Survey Highlights the Misconceptions Associated with Alzheimer’s Disease

During Alzheimer’s & Brain Awareness Month, the Alzheimer’s Association is initiating conversation about the progressive disease impacting at least 44 million people worldwide. After conducting a 12-country survey it was found out that this disease is also widely misunderstood. The Alzheimer’s & Brain Awareness Month International Survey was conducted in 12 countries, Australia, Brazil, Canada, China, Denmark, Germany, Japan, India, Mexico, Nigeria, Saudi Arabia and the United Kingdom, and surveyed 6,307 adults age 18+.



The overall results showed that 59 percent of people believe that Alzheimer’s disease is a typical part of aging and 40 percent of people believe that Alzheimer’s is not fatal. In addition, 37 percent of people believe that you have to have a family history to be at risk for Alzheimer’s disease, and while the United States was not part of this survey, the 2014 Alzheimer’s Disease Facts and Figures found that 24 percent of American’s hold the same belief.



Based on results, the survey found that India (84%), Saudi Arabia (81%) and China (80%) held the largest beliefs that Alzheimer’s is a typical part of aging. The UK and Mexico “had the highest recognition that Alzheimer’s is not a typical part of aging (62%), but 37 percent and 38 percent, respectively, were still misinformed.” More than half the people surveyed in Germany (56%), Mexico (55%), and Brazil (53%) did not realize that Alzheimer’s is fatal.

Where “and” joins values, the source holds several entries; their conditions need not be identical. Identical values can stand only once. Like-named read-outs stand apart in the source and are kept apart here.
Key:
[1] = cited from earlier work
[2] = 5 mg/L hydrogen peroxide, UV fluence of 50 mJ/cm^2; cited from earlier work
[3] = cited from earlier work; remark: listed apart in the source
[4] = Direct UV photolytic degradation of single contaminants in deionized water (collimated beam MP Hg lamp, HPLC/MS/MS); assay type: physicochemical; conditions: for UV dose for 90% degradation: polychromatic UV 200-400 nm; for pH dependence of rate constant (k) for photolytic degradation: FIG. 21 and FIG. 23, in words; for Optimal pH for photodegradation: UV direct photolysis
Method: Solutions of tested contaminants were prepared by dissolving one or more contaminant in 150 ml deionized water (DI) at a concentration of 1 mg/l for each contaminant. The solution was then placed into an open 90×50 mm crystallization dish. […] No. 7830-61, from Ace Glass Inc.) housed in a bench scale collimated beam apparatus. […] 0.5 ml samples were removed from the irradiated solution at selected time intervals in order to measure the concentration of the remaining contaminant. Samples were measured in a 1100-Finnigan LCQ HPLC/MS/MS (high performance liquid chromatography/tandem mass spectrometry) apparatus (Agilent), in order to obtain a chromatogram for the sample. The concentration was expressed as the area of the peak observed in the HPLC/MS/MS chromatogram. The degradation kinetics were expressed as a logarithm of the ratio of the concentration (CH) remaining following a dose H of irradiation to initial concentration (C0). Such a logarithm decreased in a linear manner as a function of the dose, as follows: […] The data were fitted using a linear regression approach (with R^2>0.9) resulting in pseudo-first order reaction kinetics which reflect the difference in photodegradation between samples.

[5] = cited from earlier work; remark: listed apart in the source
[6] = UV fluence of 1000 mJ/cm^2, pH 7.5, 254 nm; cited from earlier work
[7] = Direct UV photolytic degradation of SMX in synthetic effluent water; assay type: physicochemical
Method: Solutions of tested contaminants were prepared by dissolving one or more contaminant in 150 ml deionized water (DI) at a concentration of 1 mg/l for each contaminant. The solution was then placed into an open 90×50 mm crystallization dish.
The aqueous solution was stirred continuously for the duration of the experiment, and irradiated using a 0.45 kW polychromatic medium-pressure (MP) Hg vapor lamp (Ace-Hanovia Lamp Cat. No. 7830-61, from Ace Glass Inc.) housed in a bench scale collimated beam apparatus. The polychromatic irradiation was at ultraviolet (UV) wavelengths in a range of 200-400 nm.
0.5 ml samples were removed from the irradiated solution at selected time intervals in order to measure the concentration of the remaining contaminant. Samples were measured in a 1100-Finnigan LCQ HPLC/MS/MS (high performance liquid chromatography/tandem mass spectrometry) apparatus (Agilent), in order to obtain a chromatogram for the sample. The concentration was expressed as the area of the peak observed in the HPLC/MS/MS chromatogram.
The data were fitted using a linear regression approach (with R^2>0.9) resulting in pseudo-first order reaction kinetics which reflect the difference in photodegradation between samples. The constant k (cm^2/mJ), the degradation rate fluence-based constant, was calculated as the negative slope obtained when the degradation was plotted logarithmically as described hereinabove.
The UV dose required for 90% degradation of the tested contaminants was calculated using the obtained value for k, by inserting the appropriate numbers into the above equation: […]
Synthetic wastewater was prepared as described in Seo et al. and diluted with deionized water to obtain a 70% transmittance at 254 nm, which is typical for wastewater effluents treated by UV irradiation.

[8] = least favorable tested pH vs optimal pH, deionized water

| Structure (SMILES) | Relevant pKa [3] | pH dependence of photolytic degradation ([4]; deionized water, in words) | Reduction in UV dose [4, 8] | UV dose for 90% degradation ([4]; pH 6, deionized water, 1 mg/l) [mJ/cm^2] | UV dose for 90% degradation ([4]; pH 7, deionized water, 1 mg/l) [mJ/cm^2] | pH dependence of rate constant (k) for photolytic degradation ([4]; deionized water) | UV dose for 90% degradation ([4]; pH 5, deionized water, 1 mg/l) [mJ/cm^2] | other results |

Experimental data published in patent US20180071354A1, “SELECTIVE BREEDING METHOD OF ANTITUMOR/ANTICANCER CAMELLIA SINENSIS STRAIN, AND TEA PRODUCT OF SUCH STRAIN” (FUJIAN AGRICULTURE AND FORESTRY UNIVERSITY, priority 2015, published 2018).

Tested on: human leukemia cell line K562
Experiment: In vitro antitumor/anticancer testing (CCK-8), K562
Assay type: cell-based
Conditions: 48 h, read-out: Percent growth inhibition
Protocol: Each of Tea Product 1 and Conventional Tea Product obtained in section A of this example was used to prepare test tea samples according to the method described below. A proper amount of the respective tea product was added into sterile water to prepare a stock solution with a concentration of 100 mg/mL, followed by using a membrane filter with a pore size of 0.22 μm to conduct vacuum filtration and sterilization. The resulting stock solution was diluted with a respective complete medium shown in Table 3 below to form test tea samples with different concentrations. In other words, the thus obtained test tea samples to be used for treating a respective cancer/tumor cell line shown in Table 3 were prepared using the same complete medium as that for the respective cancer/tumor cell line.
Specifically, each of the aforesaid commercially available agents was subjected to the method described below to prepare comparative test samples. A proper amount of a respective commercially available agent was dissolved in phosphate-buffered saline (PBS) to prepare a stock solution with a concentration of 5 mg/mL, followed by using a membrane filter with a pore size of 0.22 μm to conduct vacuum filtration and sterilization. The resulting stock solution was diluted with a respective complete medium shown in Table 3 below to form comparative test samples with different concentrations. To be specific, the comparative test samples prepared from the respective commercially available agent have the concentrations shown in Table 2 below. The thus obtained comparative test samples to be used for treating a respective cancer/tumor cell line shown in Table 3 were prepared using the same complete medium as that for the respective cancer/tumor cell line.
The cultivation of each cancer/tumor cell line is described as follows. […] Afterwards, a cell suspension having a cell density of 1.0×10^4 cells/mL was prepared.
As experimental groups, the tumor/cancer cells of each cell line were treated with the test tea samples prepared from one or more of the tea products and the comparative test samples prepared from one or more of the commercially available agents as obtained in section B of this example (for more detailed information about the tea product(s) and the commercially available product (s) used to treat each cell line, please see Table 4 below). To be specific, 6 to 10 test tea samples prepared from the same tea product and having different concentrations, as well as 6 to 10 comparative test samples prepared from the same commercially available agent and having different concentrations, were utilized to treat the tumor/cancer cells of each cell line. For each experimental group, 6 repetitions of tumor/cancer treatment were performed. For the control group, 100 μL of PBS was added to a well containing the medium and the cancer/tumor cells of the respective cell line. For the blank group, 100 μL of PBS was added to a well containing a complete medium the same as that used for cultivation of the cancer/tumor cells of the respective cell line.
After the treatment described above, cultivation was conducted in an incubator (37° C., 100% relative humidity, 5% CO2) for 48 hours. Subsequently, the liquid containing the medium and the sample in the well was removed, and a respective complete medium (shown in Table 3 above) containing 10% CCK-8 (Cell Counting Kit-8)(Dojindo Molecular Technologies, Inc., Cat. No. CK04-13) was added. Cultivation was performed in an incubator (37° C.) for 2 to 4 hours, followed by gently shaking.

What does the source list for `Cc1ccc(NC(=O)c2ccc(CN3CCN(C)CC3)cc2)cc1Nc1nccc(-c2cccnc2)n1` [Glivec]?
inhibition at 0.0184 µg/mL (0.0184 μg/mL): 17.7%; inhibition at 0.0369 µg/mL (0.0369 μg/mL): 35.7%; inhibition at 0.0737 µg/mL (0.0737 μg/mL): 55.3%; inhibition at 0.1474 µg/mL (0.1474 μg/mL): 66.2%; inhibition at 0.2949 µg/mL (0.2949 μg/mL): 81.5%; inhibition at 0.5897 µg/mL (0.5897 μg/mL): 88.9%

Researchers have predicted that by 2030, numbers of people with Alzheimer’s disease will skyrocket to 76 million worldwide. Nearly 70 percent of people hold the government responsible for finding a cure or a way to prevent Alzheimer’s disease. “Despite an obvious and large knowledge gap, people around the world still recognize the threat the Alzheimer’s crisis presents and hold their government accountable for finding a cure and prevention,” said Johns. “In the U.S. and among the G7, federal governments have committed to preventing and effectively treating Alzheimer’s disease by 2025. We must hold our leaders responsible for investing in the research needed to realize that goal.”






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